We all know our economy is changing. Last night, my sister and I were discussing a friend's business, and she commented on how expensive it is for businesses to provide insurance benefits for employees. I could have told her that. It is expensive to have full-time employees, and many companies are turning to indie business owners or creative freelancers, instead of hiring full-timers, to get the job done.
Chicago radio station WBEZ recently hosted "Making Your Own Job," an event packed full of information aspiring indie business owners need to know as they jump into self-employment. Presenters shared their know-how on topics from taxes to pitches to business funding with the capacity crowd, and networking opportunities abounded.
I see indie businesses springing up everywhere. Many "indies" turn to their passions to make their own jobs. Micro-entrepreneurs can sell products and services to a niche market — one that's sizeable enough now because of the Internet. This is especially true for artists and crafters.
Other microbusinesses are providing services to companies with a reduced workforce. In fact, some freelancers are hired back as contractors from companies who laid them off in the first place. In these times, learning to be an entrepreneur is invaluable. It is the best business education money can't buy, and it helps you learn to think on your feet.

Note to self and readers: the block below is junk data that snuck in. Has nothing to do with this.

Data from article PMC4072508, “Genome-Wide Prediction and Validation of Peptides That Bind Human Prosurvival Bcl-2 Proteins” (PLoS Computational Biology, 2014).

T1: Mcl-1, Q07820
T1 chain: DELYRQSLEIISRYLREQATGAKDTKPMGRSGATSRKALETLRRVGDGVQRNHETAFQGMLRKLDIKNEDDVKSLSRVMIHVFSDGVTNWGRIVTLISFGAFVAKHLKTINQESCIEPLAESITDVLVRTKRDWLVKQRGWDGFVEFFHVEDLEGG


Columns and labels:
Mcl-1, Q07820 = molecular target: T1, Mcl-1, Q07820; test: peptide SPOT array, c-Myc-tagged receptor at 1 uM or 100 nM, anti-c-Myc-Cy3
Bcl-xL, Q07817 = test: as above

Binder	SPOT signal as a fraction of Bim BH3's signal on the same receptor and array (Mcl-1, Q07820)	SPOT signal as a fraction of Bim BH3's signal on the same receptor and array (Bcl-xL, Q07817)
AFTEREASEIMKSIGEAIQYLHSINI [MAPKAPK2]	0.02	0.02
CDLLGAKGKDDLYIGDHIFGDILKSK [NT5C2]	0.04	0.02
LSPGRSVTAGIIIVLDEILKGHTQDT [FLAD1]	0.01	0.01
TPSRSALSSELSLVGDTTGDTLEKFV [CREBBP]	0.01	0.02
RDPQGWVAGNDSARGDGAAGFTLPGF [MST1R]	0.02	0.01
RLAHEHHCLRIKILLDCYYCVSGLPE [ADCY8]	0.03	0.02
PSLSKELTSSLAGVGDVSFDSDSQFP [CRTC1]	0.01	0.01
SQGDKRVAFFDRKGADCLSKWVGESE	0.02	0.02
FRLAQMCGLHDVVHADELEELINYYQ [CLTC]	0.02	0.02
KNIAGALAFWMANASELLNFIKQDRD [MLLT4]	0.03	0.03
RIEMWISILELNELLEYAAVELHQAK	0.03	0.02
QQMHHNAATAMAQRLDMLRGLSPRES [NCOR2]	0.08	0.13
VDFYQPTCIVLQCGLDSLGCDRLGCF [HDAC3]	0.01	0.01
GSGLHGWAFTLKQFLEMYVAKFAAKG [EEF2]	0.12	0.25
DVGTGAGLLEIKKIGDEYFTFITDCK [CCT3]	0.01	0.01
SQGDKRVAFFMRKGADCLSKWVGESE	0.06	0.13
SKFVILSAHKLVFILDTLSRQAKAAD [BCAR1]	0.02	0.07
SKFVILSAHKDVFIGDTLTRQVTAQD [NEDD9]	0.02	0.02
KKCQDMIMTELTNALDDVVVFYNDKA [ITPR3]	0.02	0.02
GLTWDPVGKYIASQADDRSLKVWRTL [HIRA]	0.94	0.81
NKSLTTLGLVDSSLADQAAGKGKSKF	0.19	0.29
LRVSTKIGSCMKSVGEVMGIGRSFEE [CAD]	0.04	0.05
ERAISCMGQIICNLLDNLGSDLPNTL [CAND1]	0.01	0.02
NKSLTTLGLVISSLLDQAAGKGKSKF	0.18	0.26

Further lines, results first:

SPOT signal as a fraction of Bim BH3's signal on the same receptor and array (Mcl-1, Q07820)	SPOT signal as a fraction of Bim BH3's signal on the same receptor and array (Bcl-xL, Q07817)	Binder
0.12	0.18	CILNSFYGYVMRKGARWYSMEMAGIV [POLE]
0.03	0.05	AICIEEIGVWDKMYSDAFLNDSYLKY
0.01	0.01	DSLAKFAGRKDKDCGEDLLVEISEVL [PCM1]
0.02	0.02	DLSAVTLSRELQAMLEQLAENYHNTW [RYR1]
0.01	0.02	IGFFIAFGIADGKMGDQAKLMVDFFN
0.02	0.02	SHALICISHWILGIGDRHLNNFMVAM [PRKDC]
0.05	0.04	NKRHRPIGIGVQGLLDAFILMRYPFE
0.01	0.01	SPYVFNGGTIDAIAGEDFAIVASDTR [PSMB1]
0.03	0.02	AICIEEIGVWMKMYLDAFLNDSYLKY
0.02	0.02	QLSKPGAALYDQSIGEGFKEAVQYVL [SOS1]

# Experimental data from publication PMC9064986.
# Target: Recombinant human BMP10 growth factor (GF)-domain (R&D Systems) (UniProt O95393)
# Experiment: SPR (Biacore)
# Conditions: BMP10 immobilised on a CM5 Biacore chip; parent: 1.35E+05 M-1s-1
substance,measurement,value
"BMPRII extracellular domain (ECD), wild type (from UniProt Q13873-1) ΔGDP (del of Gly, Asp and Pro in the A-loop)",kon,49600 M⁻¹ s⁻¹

Indie business owners themselves often need the services of other micro-entrepreneurs and freelancers, and the opportunity to network and share resources with one another is a welcome one. The fact that the "Making Your Own Job" event was so well-attended affirms what we already know — there are many new entrepreneurs out there, and businesses and organizations are stepping up to meet the demand for entrepreneur education and resources.
Those who participated in the BEZ event were mostly local to Chicago, but similar organizations can be found throughout the country. Participants included: